$$\Delta G = \Delta H_\text{system}-T\Delta S_\text{system}$$

$$ \begin{array}{ccc} \hline \text{Sign of}~ΔH & \text{Sign of}~ΔS & \text{Spontaneity} \\ \hline + & + & \text{The reaction is spontaneous at high temperature} \\ + & - & \text{The reaction is never spontaneous} \\ - & - & \text{The reaction is spontaneous at low temperature} \\ - & + & \text{The reaction is always spontaneous} \\ \hline \end{array} $$

When enthalpy change is negative, the reaction is exothermic, which means it releases energy into the surroundings. If the system is losing energy, shouldn’t the entropy of the system always decrease? I understand mathematically that $\mathrm{d}S = \mathrm{d}Q/T$, and if there is heat exchange, then entropy change can be positive.

But intuitively, if energy is taken away from the system, shouldn’t the entropy of that same system decrease? For some reason, I always thought that more energy means more entropy.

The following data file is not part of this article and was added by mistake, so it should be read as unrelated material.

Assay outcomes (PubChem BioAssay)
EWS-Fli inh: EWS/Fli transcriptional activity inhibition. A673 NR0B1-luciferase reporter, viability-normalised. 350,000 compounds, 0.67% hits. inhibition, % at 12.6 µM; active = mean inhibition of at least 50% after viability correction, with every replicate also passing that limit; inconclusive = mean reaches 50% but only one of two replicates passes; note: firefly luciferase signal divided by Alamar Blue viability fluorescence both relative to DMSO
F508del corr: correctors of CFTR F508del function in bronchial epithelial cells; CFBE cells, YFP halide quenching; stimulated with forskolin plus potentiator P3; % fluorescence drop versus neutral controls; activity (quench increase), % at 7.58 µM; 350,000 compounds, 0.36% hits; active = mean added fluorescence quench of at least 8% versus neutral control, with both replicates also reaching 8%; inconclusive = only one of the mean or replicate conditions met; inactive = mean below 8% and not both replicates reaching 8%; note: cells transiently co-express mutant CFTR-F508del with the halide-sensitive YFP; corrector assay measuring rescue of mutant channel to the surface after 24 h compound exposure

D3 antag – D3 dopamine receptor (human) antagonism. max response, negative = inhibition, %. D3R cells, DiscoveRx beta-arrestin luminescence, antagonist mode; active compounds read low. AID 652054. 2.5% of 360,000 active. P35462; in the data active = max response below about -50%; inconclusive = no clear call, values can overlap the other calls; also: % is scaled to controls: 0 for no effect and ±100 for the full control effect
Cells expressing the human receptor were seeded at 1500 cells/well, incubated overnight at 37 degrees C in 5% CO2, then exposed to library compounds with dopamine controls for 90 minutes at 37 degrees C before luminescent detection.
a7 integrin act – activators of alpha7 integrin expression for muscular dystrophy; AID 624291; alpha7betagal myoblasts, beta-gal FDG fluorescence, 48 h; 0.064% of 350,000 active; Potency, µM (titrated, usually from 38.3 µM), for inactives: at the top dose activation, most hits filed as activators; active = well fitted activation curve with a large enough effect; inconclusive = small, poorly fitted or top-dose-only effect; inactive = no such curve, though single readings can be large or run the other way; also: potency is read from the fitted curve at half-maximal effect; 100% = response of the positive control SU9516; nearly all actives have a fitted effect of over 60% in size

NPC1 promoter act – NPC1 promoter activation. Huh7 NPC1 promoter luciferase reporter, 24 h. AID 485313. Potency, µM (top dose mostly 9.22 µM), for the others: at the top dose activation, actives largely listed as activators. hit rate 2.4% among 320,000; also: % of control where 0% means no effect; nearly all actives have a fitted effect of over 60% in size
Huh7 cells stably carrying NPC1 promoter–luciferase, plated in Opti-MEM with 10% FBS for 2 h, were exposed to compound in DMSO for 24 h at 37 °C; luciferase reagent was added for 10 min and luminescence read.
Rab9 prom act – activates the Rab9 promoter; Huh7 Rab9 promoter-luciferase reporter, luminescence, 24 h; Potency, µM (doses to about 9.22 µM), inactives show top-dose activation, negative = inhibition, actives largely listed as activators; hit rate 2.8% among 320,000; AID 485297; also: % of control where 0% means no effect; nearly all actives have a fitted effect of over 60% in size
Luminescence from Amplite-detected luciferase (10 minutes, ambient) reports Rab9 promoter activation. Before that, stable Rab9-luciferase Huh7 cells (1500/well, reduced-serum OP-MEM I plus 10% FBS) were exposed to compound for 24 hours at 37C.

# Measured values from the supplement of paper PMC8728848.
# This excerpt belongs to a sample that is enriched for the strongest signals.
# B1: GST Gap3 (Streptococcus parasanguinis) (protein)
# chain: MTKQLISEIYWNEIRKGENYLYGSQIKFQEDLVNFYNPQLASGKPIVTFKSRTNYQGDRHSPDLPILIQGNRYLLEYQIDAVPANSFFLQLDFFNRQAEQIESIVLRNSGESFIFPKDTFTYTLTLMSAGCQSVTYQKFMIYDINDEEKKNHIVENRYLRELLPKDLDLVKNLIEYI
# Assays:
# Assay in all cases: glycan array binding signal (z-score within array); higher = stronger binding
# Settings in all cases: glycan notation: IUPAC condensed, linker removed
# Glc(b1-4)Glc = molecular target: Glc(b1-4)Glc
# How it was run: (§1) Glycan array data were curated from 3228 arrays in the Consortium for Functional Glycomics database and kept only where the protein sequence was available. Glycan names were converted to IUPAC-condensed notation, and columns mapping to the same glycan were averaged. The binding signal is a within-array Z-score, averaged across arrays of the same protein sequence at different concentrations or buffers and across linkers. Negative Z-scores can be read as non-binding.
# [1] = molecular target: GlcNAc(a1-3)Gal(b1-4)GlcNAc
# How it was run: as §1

1 Answer 1


For example, suppose you have a solid block of TNT.

It explodes and releases much energy. $\Delta H$ is negative.

Gaseous products like nitrogen, carbon dioxide and water vapor are formed. The system has become more disordered, so entropy has increased.

  • $\begingroup$ "The system has become more disordered, so entropy has increased" I understand this statement intuitively, but how to actually express this mathematically? Does this mean that reversible conversion of TNT to gases requires $\triangle H$ to be positive? $\endgroup$
    – Eisenstein
    Commented Mar 28 at 4:34
  • $\begingroup$ @Eisenstein Mathematically, $\Delta H$ is negative and $\Delta S$ is positive and $\Delta G$ is negative. Reversible would be much different than an explosion. Reversible means the change is slow. $\Delta H$ , $\Delta S$ and $\Delta G$ would all be the same, but more work on surroundings would be obtainable if it was a reversible process. $\endgroup$
    – DavePhD
    Commented Mar 28 at 12:15

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